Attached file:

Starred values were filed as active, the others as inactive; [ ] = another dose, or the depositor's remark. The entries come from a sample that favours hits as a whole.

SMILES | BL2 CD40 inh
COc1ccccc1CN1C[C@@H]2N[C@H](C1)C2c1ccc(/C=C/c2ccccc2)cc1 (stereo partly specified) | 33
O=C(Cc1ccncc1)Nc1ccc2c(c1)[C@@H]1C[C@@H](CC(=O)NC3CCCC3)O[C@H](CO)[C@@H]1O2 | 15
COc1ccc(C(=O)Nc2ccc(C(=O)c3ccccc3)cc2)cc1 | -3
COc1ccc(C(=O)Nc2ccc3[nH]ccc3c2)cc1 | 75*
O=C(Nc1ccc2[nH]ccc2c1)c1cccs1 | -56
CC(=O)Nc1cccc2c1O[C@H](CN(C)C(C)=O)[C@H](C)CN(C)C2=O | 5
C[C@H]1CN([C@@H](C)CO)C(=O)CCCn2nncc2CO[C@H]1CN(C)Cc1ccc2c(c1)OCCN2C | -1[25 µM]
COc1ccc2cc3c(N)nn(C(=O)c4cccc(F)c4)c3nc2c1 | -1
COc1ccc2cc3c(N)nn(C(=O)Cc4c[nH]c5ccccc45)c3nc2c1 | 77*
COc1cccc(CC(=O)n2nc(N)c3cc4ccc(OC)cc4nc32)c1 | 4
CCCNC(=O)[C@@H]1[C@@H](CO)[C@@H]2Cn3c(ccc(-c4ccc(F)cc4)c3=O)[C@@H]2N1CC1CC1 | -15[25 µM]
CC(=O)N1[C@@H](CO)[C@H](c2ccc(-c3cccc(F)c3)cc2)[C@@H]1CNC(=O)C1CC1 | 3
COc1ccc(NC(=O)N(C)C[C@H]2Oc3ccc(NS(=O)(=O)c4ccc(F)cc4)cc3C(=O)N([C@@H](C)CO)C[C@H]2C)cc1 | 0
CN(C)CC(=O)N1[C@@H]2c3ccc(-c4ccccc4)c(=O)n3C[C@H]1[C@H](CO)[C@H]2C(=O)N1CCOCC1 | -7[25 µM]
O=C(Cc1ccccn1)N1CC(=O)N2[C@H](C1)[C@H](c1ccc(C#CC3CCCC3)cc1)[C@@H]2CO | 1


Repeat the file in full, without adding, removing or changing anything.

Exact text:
Starred values were filed as active, the others as inactive; [ ] = another dose, or the depositor's remark. The entries come from a sample that favours hits as a whole.

SMILES | BL2 CD40 inh
COc1ccccc1CN1C[C@@H]2N[C@H](C1)C2c1ccc(/C=C/c2ccccc2)cc1 (stereo partly specified) | 33
O=C(Cc1ccncc1)Nc1ccc2c(c1)[C@@H]1C[C@@H](CC(=O)NC3CCCC3)O[C@H](CO)[C@@H]1O2 | 15
COc1ccc(C(=O)Nc2ccc(C(=O)c3ccccc3)cc2)cc1 | -3
COc1ccc(C(=O)Nc2ccc3[nH]ccc3c2)cc1 | 75*
O=C(Nc1ccc2[nH]ccc2c1)c1cccs1 | -56
CC(=O)Nc1cccc2c1O[C@H](CN(C)C(C)=O)[C@H](C)CN(C)C2=O | 5
C[C@H]1CN([C@@H](C)CO)C(=O)CCCn2nncc2CO[C@H]1CN(C)Cc1ccc2c(c1)OCCN2C | -1[25 µM]
COc1ccc2cc3c(N)nn(C(=O)c4cccc(F)c4)c3nc2c1 | -1
COc1ccc2cc3c(N)nn(C(=O)Cc4c[nH]c5ccccc45)c3nc2c1 | 77*
COc1cccc(CC(=O)n2nc(N)c3cc4ccc(OC)cc4nc32)c1 | 4
CCCNC(=O)[C@@H]1[C@@H](CO)[C@@H]2Cn3c(ccc(-c4ccc(F)cc4)c3=O)[C@@H]2N1CC1CC1 | -15[25 µM]
CC(=O)N1[C@@H](CO)[C@H](c2ccc(-c3cccc(F)c3)cc2)[C@@H]1CNC(=O)C1CC1 | 3
COc1ccc(NC(=O)N(C)C[C@H]2Oc3ccc(NS(=O)(=O)c4ccc(F)cc4)cc3C(=O)N([C@@H](C)CO)C[C@H]2C)cc1 | 0
CN(C)CC(=O)N1[C@@H]2c3ccc(-c4ccccc4)c(=O)n3C[C@H]1[C@H](CO)[C@H]2C(=O)N1CCOCC1 | -7[25 µM]
O=C(Cc1ccccn1)N1CC(=O)N2[C@H](C1)[C@H](c1ccc(C#CC3CCCC3)cc1)[C@@H]2CO | 1